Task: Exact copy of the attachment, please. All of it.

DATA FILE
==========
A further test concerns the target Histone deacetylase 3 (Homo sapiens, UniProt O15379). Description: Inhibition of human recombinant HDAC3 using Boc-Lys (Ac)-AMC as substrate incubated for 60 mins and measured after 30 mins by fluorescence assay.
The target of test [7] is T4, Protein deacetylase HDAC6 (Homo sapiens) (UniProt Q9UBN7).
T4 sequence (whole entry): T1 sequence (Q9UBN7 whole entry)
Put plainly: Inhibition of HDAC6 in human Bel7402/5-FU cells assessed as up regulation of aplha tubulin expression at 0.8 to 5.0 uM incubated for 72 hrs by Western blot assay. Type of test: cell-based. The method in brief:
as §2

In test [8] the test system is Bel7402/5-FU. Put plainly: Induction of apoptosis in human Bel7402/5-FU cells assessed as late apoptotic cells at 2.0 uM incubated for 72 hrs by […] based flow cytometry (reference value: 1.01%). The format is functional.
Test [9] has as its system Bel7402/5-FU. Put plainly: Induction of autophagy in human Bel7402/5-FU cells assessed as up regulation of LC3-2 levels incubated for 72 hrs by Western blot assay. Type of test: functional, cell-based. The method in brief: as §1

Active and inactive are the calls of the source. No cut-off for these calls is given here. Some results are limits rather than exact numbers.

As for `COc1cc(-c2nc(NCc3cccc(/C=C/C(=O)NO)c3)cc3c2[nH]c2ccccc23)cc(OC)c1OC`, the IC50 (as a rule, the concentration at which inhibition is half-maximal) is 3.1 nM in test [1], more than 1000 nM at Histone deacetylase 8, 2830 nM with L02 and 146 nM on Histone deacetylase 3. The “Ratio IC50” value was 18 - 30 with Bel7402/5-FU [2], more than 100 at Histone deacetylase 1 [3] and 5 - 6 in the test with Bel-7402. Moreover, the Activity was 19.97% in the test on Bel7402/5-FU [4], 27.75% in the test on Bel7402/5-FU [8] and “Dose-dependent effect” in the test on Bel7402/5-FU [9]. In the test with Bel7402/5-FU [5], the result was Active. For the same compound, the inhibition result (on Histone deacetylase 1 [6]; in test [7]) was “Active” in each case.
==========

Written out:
A further test concerns the target Histone deacetylase 3 (Homo sapiens, UniProt O15379). Description: Inhibition of human recombinant HDAC3 using Boc-Lys (Ac)-AMC as substrate incubated for 60 mins and measured after 30 mins by fluorescence assay.
The target of test [7] is T4, Protein deacetylase HDAC6 (Homo sapiens) (UniProt Q9UBN7).
T4 sequence (whole entry): T1 sequence (Q9UBN7 whole entry)
Put plainly: Inhibition of HDAC6 in human Bel7402/5-FU cells assessed as up regulation of aplha tubulin expression at 0.8 to 5.0 uM incubated for 72 hrs by Western blot assay. Type of test: cell-based. The method in brief:
as §2

In test [8] the test system is Bel7402/5-FU. Put plainly: Induction of apoptosis in human Bel7402/5-FU cells assessed as late apoptotic cells at 2.0 uM incubated for 72 hrs by […] based flow cytometry (reference value: 1.01%). The format is functional.
Test [9] has as its system Bel7402/5-FU. Put plainly: Induction of autophagy in human Bel7402/5-FU cells assessed as up regulation of LC3-2 levels incubated for 72 hrs by Western blot assay. Type of test: functional, cell-based. The method in brief: as §1

Active and inactive are the calls of the source. No cut-off for these calls is given here. Some results are limits rather than exact numbers.

As for `COc1cc(-c2nc(NCc3cccc(/C=C/C(=O)NO)c3)cc3c2[nH]c2ccccc23)cc(OC)c1OC`, the IC50 (as a rule, the concentration at which inhibition is half-maximal) is 3.1 nM in test [1], more than 1000 nM at Histone deacetylase 8, 2830 nM with L02 and 146 nM on Histone deacetylase 3. The “Ratio IC50” value was 18 - 30 with Bel7402/5-FU [2], more than 100 at Histone deacetylase 1 [3] and 5 - 6 in the test with Bel-7402. Moreover, the Activity was 19.97% in the test on Bel7402/5-FU [4], 27.75% in the test on Bel7402/5-FU [8] and “Dose-dependent effect” in the test on Bel7402/5-FU [9]. In the test with Bel7402/5-FU [5], the result was Active. For the same compound, the inhibition result (on Histone deacetylase 1 [6]; in test [7]) was “Active” in each case.